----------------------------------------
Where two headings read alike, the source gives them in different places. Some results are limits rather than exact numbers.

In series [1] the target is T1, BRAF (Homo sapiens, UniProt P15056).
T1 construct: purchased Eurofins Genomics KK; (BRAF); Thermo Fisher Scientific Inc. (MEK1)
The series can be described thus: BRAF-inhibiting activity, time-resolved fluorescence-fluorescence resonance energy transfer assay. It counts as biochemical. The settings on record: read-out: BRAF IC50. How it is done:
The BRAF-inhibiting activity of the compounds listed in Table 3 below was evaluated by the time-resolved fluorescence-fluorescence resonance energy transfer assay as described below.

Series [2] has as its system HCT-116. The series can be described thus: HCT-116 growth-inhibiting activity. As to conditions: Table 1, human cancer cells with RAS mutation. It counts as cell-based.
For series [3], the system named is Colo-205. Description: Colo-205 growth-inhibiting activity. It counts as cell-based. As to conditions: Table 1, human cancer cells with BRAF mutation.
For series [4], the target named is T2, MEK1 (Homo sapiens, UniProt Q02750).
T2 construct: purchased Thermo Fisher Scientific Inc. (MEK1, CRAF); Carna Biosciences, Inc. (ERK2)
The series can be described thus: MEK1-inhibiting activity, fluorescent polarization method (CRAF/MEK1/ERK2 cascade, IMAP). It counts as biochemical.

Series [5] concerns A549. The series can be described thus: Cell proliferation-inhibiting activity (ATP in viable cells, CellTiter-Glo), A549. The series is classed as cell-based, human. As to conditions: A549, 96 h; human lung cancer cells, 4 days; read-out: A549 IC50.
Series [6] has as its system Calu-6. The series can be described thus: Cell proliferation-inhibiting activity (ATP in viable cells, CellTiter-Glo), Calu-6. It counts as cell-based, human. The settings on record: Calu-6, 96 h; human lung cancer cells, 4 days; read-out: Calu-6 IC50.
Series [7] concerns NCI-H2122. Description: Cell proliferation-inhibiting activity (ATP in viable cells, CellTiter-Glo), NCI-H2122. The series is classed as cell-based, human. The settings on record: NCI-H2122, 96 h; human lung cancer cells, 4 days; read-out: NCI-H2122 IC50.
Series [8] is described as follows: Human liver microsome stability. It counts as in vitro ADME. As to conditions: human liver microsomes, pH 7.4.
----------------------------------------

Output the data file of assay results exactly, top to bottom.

Where two headings read alike, the source gives them in different places. Some results are limits rather than exact numbers.

In series [1] the target is T1, BRAF (Homo sapiens, UniProt P15056).
T1 construct: purchased Eurofins Genomics KK; (BRAF); Thermo Fisher Scientific Inc. (MEK1)
The series can be described thus: BRAF-inhibiting activity, time-resolved fluorescence-fluorescence resonance energy transfer assay. It counts as biochemical. The settings on record: read-out: BRAF IC50. How it is done:
The BRAF-inhibiting activity of the compounds listed in Table 3 below was evaluated by the time-resolved fluorescence-fluorescence resonance energy transfer assay as described below.

Series [2] has as its system HCT-116. The series can be described thus: HCT-116 growth-inhibiting activity. As to conditions: Table 1, human cancer cells with RAS mutation. It counts as cell-based.
For series [3], the system named is Colo-205. Description: Colo-205 growth-inhibiting activity. It counts as cell-based. As to conditions: Table 1, human cancer cells with BRAF mutation.
For series [4], the target named is T2, MEK1 (Homo sapiens, UniProt Q02750).
T2 construct: purchased Thermo Fisher Scientific Inc. (MEK1, CRAF); Carna Biosciences, Inc. (ERK2)
The series can be described thus: MEK1-inhibiting activity, fluorescent polarization method (CRAF/MEK1/ERK2 cascade, IMAP). It counts as biochemical.

Series [5] concerns A549. The series can be described thus: Cell proliferation-inhibiting activity (ATP in viable cells, CellTiter-Glo), A549. The series is classed as cell-based, human. As to conditions: A549, 96 h; human lung cancer cells, 4 days; read-out: A549 IC50.
Series [6] has as its system Calu-6. The series can be described thus: Cell proliferation-inhibiting activity (ATP in viable cells, CellTiter-Glo), Calu-6. It counts as cell-based, human. The settings on record: Calu-6, 96 h; human lung cancer cells, 4 days; read-out: Calu-6 IC50.
Series [7] concerns NCI-H2122. Description: Cell proliferation-inhibiting activity (ATP in viable cells, CellTiter-Glo), NCI-H2122. The series is classed as cell-based, human. The settings on record: NCI-H2122, 96 h; human lung cancer cells, 4 days; read-out: NCI-H2122 IC50.
Series [8] is described as follows: Human liver microsome stability. It counts as in vitro ADME. As to conditions: human liver microsomes, pH 7.4.